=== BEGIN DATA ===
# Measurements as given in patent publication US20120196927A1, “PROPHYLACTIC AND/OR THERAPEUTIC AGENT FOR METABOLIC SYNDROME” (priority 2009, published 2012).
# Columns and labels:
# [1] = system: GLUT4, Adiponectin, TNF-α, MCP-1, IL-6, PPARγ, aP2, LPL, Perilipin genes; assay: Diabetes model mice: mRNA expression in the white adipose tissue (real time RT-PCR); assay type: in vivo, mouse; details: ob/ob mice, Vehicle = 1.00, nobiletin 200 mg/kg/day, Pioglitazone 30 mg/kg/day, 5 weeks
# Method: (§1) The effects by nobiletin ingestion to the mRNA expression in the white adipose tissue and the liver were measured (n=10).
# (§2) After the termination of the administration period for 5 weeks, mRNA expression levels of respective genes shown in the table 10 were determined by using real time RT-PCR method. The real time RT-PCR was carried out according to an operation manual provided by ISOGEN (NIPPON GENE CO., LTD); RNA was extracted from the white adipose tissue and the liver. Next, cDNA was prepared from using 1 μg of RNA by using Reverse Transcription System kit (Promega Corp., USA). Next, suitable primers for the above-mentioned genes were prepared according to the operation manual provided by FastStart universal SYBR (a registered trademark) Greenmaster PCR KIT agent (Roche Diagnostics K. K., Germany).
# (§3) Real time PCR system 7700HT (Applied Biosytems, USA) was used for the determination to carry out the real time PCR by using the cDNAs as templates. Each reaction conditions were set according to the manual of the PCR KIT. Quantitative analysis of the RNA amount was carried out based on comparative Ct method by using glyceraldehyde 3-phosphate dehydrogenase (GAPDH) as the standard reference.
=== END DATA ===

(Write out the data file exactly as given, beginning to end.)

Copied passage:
# Measurements as given in patent publication US20120196927A1, “PROPHYLACTIC AND/OR THERAPEUTIC AGENT FOR METABOLIC SYNDROME” (priority 2009, published 2012).
# Columns and labels:
# [1] = system: GLUT4, Adiponectin, TNF-α, MCP-1, IL-6, PPARγ, aP2, LPL, Perilipin genes; assay: Diabetes model mice: mRNA expression in the white adipose tissue (real time RT-PCR); assay type: in vivo, mouse; details: ob/ob mice, Vehicle = 1.00, nobiletin 200 mg/kg/day, Pioglitazone 30 mg/kg/day, 5 weeks
# Method: (§1) The effects by nobiletin ingestion to the mRNA expression in the white adipose tissue and the liver were measured (n=10).
# (§2) After the termination of the administration period for 5 weeks, mRNA expression levels of respective genes shown in the table 10 were determined by using real time RT-PCR method. The real time RT-PCR was carried out according to an operation manual provided by ISOGEN (NIPPON GENE CO., LTD); RNA was extracted from the white adipose tissue and the liver. Next, cDNA was prepared from using 1 μg of RNA by using Reverse Transcription System kit (Promega Corp., USA). Next, suitable primers for the above-mentioned genes were prepared according to the operation manual provided by FastStart universal SYBR (a registered trademark) Greenmaster PCR KIT agent (Roche Diagnostics K. K., Germany).
# (§3) Real time PCR system 7700HT (Applied Biosytems, USA) was used for the determination to carry out the real time PCR by using the cDNAs as templates. Each reaction conditions were set according to the manual of the PCR KIT. Quantitative analysis of the RNA amount was carried out based on comparative Ct method by using glyceraldehyde 3-phosphate dehydrogenase (GAPDH) as the standard reference.